After block 278 in FIG. 5I is executed, and the "blackboard" dialog is displayed, then block 280 is executed next. If the result of the inquiry of block 280 is "yes", then the dialog is exited, the current "blackboard" status is unchanged, and a branch is made to K in FIG. 5J. If the result of the inquiry at block 280 is "no", then block 282 is executed. If the result of the inquiry of block 282 is "yes", then the "blackboard" name is set to NULL. Block 284 is implemented by placing a Windows button, which can be depressed at any time, on the dialog screen. If the result of the inquiry at block 282 is "no", the "blackboard" status is unchanged and block 286 is executed immediately. On the other hand, if the result of the inquiry of block 282 is "yes", then block 288 is executed.

The implementation of this block is performed as follows: First, a list box is populated with the "blackboard.dat" names and they appear in alphabetical order. Second, another box is used in conjunction with the list box to choose the desired "blackboard" name. In this box, as one yes the choice, the corresponding list box entry is highlighted.

Continuing, if the result of the inquiry at block 286 is "no", then no new "blackboard" name is selected. Next, block 290 is executed, both for the case when a new "blackboard" name is entered and when the "blackboard" status is unchanged. If the result of this inquiry is "no", then the dialog screen contents are left unchanged. Then, a branch is made back to block 280, where either the dialog information can be modified or the dialog can be canceled. If the result of inquiry at block 290 is "yes", then the temporary structure is updated and merged with the array of structure information in block 292 and a branch is made to K in FIG. 5J.

Connector K in FIG. 5J is very similar to connector J in FIG. 5I except this connector is related to a NICE Icon modification rather than a "blackboard" modification. To visualize the icon concept, refer again to the "As a Meal" control 213-1 in the Touch Screen display 213 in FIG. 2A. Notice the picture 213-1P that looks like a bowl of salad. The NICE system provides many such icons that are useful in retail and other domains. In FIG. 3A, the "As a Meal" interface representation 1304 has a slot 1304-3 entitled "icon". In this case, the value is "SALAD-- C". The program resolves this name association through the builder tool 's <B> ".rc" file. The mapping is done with the actual name and path within the NICE directories.

In FIG. 5J, for blocks 294, 296, 298, 300, 302, 304, 306, and 308, the "bIcon" variable is used instead of "bBlackboard" and the list box is populated from the NICE icon directory instead of the "blackboard.dat" file. Therefore, the commentary for these boxes is not repeated. Continuing, after block 308 is executed, then block 310 is executed. If the result of the inquiry of box 310 is "no", then a branch is made to block 300 where further dialog changes can be made or the dialog can be canceled. If the result of the inquiry of box 310 is "yes", then block 312 is executed. If the result of the inquiry of box 312 is "yes", then blocks 314 through 318 are executed before a branch is made to connector L in FIG. 5K. These three blocks modify the temporary structure and merge it with the array of structure holding the child information, remove the CRT objects, and redisplay immediately the CRT objects incorporating the icon change. This facilities checking if the correct icon assignment is made. Continuing, if the result of the inquiry at block 312 is "no", then the three blocks are bypassed and a branch is made to L directly.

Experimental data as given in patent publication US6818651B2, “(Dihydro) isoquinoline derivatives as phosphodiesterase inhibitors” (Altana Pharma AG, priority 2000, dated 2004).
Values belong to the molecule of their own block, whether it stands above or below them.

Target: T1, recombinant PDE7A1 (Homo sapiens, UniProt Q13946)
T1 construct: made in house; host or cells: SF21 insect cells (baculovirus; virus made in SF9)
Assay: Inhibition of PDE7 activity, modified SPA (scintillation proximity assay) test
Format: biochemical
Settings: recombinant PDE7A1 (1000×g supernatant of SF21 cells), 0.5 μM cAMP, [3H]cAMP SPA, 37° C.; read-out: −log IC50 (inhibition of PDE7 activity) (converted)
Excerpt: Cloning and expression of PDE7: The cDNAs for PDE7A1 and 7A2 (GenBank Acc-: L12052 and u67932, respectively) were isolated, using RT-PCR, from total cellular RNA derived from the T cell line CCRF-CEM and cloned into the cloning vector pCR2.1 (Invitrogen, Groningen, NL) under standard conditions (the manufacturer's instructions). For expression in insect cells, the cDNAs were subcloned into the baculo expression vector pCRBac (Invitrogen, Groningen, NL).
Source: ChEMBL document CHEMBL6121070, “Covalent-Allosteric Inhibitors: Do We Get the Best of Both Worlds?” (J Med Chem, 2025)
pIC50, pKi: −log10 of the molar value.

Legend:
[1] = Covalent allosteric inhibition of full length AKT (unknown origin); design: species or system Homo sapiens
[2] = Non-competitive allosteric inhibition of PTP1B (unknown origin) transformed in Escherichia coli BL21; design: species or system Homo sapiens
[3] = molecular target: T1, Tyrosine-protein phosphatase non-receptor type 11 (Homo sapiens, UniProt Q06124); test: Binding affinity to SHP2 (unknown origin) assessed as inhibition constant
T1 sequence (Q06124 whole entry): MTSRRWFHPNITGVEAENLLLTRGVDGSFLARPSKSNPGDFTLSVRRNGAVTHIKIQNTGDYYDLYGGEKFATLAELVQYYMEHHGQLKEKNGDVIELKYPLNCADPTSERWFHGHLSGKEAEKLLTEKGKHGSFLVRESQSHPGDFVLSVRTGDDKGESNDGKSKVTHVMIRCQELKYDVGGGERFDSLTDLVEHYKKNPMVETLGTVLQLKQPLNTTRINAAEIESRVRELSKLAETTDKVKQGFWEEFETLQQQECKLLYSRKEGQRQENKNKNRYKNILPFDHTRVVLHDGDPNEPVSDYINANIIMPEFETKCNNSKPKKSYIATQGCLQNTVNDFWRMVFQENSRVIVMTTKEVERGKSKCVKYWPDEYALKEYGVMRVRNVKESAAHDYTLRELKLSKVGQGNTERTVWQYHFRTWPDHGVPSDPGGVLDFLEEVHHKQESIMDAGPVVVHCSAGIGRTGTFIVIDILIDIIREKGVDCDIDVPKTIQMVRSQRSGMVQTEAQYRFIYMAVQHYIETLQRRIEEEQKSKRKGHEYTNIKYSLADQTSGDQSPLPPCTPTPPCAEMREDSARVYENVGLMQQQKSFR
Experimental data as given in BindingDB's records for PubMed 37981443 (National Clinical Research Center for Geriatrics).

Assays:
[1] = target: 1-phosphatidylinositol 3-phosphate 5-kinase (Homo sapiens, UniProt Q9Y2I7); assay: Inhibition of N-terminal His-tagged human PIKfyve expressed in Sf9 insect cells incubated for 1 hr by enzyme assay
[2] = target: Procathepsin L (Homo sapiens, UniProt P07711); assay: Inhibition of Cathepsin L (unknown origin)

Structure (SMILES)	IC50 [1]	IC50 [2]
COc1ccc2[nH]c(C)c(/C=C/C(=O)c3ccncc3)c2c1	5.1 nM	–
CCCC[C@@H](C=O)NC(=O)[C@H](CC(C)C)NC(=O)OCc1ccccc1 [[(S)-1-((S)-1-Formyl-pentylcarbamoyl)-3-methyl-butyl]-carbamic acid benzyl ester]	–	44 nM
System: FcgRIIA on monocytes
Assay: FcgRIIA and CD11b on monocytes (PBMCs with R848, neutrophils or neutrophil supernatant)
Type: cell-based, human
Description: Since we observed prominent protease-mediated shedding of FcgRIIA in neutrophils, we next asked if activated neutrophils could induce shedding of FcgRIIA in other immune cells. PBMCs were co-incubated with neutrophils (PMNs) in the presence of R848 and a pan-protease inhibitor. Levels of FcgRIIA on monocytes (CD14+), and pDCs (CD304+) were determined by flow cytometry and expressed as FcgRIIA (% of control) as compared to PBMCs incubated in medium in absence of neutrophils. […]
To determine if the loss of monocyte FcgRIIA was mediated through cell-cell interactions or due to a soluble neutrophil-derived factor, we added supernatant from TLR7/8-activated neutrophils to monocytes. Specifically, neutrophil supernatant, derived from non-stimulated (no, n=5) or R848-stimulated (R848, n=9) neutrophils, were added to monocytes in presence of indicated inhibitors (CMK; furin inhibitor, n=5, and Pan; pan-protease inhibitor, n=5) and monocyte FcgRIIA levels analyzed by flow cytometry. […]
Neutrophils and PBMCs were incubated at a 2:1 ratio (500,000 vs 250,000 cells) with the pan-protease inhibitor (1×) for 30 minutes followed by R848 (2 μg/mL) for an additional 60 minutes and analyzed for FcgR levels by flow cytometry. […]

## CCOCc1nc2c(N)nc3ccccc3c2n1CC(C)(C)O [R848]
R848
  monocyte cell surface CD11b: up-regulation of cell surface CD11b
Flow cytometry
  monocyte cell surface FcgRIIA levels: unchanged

The final building tool <B> flowchart associated with the Update Menu is shown in FIG. 5K. Here, the ELL information can be modified or it can just be viewed. To illustrate, consider the first NICE control 1311 with its slots in FIG. 3B. Recall, that this control 1311 is a Flex Bar object and, in general, this object can have from 2 to 8 buttons. In this case there are 6 buttons. The 6th slot 1311-6 for this object has the name "entry" and its associated data is the text "y". This means that the control is associated with runtime system <R>. Notice that following the "entry" slot, the next three slot names 1311-7, 8 and 9 are: "function1", "destroy1", and "create1". When the "Cash" button in the Touch Screen display in FIG. 2B is pressed, then the function that is accessed is named "Flex-- Cash-- Special1". This happens to be the 39th function in one of the supporting files named "keylogic.dat". The next slot "destroy1" gives a list of screens to be destroyed when this ELL function finishes executing. The screen number list is terminated with a -1 value. Next, the "create1" slot gives a list of screens to be created once the previous screens are removed from the CRT. Likewise, there are similar slots for each of the remaining five buttons that are a part of this Flex Bar.

Referring now to FIG. 5K, where the steps for entering ELL information are given, first, block 320 is executed. If the result of the inquiry of block 320 is "no", meaning the "Logic" menu item is inactive, then a branch is made to connector M in FIG. 5L. This flowchart is described further later. If the result of the inquiry of blcok 320 is "yes", then block 322 is executed to see whether or not any of the ELL information needs to be modified. If the result of the inquiry of block 322 is "no", then a branch is made to M as before and no ELL modifications are made, even though they are permitted. If the result of the inquiry of block 322 is "yes", then block 324 is executed. Here, the initial ELL dialog information is displayed with a "→" pointer to the left of the "Function 1" text. This is performed because the same dialog is used for specifying information for all of a button's functions. Also, a list box is displayed with all the ELL function names appearing in alphabetical order. Above the list box is a ELL selection box that shows the default or current ELL function name that is associated with the first function.